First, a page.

These are those used by an Anglican priest of my acquaintance in Cyprus.  They are “A Service of Scripture and Prayer for Morning and Evening,” “Canticles,” and two different versions of “A Service of Morning Prayer.”  Just before writing this I used “A Service of Scripture and Prayer for Morning and Evening.”  I liked it!  Since I’ve been using the BCP lectionary for my personal Bible readings, I just slipped them in for the lessons!

I like liturgical prayer for various reasons, some of them noted in my post on the Daily Office.  Sometimes I feel a bit bewildered by the array of liturgies available for use these days — for the office, for the Eucharist, for specific occasions, for use by families, for all sorts of reasons, times, and places.  However, there is some comfort in it.  The regularity of the BCP is strong, sustaining, comforting, rooted.

But sometimes . . .

Sometimes, you want new words, and not necessarily your own.  Raised evangelical/charismatic, I’m well-acquainted with extemporaneous prayer.  Sometimes, though, it’s nice to try out new words that aren’t your own.  Words or structures of prayer that you haven’t seen yet.  Or a new version of an old thing.  These arrays of liturgies now pouring out into the world since the liturgical “renewal” of the sixties/seventies can be a blessing to those things.

Nevertheless . . . nevertheless, with all my liturgies, I’m still rooted to and with the BCP with its beautiful Elizabethan language and strong Reformation theology.  Were I stranded on a desert island and could have only two books, one would be my travel-sized NKJV (you need something portable on those desert islands) and the other would be my aged, weatherworn BCP.

*I have other books of prayers, though, such as A St. Francis Prayer Book, and a book of prayers for men, and Sr. Benedicta Ward’s translation of The Prayers and Meditations of St. Anselm.  Plus, of course, the Hymn Book.

(St.) John Cassian: Pt 3, Legacy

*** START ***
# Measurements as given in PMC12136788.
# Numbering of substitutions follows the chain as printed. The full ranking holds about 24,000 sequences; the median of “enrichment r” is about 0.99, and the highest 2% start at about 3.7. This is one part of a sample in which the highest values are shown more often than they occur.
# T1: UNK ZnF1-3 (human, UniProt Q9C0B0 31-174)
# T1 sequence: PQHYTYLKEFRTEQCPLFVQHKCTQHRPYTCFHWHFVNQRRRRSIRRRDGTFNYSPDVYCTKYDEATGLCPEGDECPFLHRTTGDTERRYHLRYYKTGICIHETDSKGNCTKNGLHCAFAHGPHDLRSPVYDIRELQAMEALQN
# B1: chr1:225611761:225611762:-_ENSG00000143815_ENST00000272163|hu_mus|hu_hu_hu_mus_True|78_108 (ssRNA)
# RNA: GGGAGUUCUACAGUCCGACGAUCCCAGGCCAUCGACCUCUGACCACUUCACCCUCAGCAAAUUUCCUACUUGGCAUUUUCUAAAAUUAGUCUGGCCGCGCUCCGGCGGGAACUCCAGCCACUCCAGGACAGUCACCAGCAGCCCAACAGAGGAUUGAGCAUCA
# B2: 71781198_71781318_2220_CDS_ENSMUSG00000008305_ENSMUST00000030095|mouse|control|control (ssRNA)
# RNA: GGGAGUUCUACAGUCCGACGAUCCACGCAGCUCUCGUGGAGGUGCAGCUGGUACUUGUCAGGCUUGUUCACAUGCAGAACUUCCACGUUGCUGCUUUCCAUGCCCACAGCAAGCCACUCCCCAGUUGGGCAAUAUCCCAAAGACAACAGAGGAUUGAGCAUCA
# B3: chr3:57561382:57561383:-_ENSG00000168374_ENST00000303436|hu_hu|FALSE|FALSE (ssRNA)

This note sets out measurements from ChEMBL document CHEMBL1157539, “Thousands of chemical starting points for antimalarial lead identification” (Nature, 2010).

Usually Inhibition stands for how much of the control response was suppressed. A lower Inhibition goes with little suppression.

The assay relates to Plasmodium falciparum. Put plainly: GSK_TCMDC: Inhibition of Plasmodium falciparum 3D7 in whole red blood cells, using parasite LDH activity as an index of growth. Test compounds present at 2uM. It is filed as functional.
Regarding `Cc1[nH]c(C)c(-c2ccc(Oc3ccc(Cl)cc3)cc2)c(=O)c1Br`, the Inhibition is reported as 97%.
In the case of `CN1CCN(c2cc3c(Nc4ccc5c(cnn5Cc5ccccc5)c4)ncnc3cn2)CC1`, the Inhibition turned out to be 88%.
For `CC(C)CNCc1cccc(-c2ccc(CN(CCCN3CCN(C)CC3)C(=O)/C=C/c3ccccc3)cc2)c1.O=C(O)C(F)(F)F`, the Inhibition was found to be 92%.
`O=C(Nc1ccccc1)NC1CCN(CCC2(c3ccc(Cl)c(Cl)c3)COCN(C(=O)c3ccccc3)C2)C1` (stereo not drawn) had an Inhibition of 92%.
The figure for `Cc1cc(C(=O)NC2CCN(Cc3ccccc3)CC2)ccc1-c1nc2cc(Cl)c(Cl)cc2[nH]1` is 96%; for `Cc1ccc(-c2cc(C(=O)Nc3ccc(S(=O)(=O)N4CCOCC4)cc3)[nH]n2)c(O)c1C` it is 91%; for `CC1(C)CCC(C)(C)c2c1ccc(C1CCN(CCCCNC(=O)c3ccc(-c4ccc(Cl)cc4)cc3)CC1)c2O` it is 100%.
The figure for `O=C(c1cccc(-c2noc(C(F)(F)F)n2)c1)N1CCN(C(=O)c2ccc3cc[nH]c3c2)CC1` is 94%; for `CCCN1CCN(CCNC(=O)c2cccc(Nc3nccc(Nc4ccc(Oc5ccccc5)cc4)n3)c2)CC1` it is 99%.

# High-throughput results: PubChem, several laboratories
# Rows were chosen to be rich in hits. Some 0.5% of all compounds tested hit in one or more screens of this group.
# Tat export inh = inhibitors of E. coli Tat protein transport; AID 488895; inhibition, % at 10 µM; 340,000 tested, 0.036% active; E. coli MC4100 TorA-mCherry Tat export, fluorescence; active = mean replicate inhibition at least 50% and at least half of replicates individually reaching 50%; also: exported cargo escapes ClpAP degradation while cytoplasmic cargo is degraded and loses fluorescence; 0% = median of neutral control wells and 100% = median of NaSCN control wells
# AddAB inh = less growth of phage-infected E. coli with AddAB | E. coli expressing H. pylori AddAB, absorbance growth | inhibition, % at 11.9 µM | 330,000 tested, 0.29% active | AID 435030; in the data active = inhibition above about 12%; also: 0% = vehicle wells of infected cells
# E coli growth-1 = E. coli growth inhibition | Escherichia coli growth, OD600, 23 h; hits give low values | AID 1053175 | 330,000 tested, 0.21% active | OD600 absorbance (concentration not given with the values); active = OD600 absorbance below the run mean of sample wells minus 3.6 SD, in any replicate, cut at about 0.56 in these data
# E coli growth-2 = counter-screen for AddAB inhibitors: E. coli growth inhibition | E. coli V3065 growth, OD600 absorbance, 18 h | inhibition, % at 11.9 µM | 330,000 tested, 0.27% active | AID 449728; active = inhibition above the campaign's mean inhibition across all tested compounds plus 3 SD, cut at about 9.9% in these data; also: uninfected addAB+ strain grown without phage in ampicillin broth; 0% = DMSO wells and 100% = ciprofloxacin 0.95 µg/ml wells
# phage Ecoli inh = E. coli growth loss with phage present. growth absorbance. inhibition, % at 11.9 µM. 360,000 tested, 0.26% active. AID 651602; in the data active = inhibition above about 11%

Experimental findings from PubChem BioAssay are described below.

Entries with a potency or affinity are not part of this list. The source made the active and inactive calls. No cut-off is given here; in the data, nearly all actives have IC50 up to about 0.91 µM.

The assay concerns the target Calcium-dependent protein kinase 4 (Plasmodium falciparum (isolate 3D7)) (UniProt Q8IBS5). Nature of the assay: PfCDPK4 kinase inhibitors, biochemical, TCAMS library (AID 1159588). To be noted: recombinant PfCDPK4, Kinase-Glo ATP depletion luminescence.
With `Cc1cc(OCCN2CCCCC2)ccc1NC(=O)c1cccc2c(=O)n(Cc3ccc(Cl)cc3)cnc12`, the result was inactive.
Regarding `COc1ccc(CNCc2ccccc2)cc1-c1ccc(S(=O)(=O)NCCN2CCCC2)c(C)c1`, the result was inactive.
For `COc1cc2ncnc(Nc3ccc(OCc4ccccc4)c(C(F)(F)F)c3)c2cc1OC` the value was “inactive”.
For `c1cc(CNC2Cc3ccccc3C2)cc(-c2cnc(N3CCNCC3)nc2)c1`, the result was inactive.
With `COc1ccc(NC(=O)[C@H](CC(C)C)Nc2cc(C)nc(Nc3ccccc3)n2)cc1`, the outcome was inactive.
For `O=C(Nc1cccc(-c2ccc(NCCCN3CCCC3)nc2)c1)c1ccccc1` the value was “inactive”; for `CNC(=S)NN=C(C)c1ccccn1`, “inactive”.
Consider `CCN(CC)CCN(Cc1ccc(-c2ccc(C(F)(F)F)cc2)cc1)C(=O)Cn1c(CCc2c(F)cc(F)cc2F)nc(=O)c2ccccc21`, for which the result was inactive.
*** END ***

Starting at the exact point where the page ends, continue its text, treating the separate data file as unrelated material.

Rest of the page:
More important than the controversy surrounding him is John Cassian’s legacy.  This legacy can be seen in East and West in the history Christian spirituality and monasticism.

In The Institutes, John Cassian presented his adaptation of Evagrius Ponticus’ teaching of the eight thoughts most to be avoided.  Cassian’s eight vices — Gluttony, Fornication, Avarice, Anger, Sadness, Acedia, Vainglory, Pride — were adapted by St. Gregory the Great (540-604) into a list of Seven Deadly Sins.  He combined vainglory with pride since the two vices are so similar.  The Seven Deadlies have influenced thought right up to this day; the only person I can think of whom you might be interested in reading on this topic is St. John of the Cross, The Dark Night of the Soul.

In the Rule of St. Benedict, Cassian’s Conferences are recommended reading for the monks.  The result of this is that many aspects of Cassian’s spirituality run throughout the spiritual writings of the Benedictines (and thence the Cistercians, Carthusians, and so forth).  As well, however, St. Benedict encourages his monks to begin their prayers, “O God make speed to save me, O Lord make haste to help me.”  This is a bit of advice from Cassian’s 10th Conference, where he waxes eloquent on the usefulness of that phrase from the Psalms.  To this day, if you go to a Prayer Book service in the Anglican Church, that is right near the beginning of Morning or Evening Prayer (it usually follows, “O Lord open thou our lips, / and our mouth shall show forth thy praise).

This is probably the best we can do for the obvious, visible legacy of Cassian in the West.  The controversy and the centuries have not dealt with him over here kindly.  Nonetheless, his influence no doubt runs through the whole current of monastic spirituality, which is itself the spring from which much of the rest of Christian spirituality draws.

In the East, Cassian’s teaching on Grace & Freewill is understood by some to be the orthodox Orthodox position.  I’m not sure that they are as obsessed as we are about having a perfect definition of this doctrine, however.  Nevertheless, he has the notable distinction of being the only Latin writer who is included in the Philokalia, the Eastern Orthodox collection of teachings from the 2nd through 15th centuries.  These teachings centre on prayer and are the core of most Orthodox spirituality.  This is where the bulk of his influence in the East is found.